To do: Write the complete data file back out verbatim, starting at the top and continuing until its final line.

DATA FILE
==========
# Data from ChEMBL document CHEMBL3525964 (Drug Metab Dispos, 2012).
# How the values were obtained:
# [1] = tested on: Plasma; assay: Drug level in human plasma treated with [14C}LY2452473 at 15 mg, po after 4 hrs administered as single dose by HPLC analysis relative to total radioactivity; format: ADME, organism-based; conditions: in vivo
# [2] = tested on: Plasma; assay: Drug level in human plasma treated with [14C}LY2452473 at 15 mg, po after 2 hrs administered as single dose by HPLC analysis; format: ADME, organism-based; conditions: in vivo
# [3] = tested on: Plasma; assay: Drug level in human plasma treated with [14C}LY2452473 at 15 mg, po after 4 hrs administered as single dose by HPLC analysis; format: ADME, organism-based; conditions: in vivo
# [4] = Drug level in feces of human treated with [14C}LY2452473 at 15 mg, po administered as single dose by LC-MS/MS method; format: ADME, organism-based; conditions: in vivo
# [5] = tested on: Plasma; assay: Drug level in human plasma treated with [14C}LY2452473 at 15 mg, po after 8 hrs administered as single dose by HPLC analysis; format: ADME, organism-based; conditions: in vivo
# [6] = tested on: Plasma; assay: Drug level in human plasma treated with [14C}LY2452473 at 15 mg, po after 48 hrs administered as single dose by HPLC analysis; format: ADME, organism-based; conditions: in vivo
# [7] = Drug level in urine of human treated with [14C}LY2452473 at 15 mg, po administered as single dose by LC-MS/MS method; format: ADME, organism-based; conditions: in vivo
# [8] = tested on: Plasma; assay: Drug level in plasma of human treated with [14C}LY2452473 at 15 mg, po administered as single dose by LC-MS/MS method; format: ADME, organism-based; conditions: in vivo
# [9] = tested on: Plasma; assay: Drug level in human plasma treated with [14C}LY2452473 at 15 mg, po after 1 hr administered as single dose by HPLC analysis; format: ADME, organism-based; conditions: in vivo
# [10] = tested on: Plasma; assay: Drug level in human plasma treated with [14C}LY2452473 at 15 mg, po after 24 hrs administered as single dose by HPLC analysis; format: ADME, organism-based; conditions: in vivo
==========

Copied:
# Data from ChEMBL document CHEMBL3525964 (Drug Metab Dispos, 2012).
# How the values were obtained:
# [1] = tested on: Plasma; assay: Drug level in human plasma treated with [14C}LY2452473 at 15 mg, po after 4 hrs administered as single dose by HPLC analysis relative to total radioactivity; format: ADME, organism-based; conditions: in vivo
# [2] = tested on: Plasma; assay: Drug level in human plasma treated with [14C}LY2452473 at 15 mg, po after 2 hrs administered as single dose by HPLC analysis; format: ADME, organism-based; conditions: in vivo
# [3] = tested on: Plasma; assay: Drug level in human plasma treated with [14C}LY2452473 at 15 mg, po after 4 hrs administered as single dose by HPLC analysis; format: ADME, organism-based; conditions: in vivo
# [4] = Drug level in feces of human treated with [14C}LY2452473 at 15 mg, po administered as single dose by LC-MS/MS method; format: ADME, organism-based; conditions: in vivo
# [5] = tested on: Plasma; assay: Drug level in human plasma treated with [14C}LY2452473 at 15 mg, po after 8 hrs administered as single dose by HPLC analysis; format: ADME, organism-based; conditions: in vivo
# [6] = tested on: Plasma; assay: Drug level in human plasma treated with [14C}LY2452473 at 15 mg, po after 48 hrs administered as single dose by HPLC analysis; format: ADME, organism-based; conditions: in vivo
# [7] = Drug level in urine of human treated with [14C}LY2452473 at 15 mg, po administered as single dose by LC-MS/MS method; format: ADME, organism-based; conditions: in vivo
# [8] = tested on: Plasma; assay: Drug level in plasma of human treated with [14C}LY2452473 at 15 mg, po administered as single dose by LC-MS/MS method; format: ADME, organism-based; conditions: in vivo
# [9] = tested on: Plasma; assay: Drug level in human plasma treated with [14C}LY2452473 at 15 mg, po after 1 hr administered as single dose by HPLC analysis; format: ADME, organism-based; conditions: in vivo
# [10] = tested on: Plasma; assay: Drug level in human plasma treated with [14C}LY2452473 at 15 mg, po after 24 hrs administered as single dose by HPLC analysis; format: ADME, organism-based; conditions: in vivo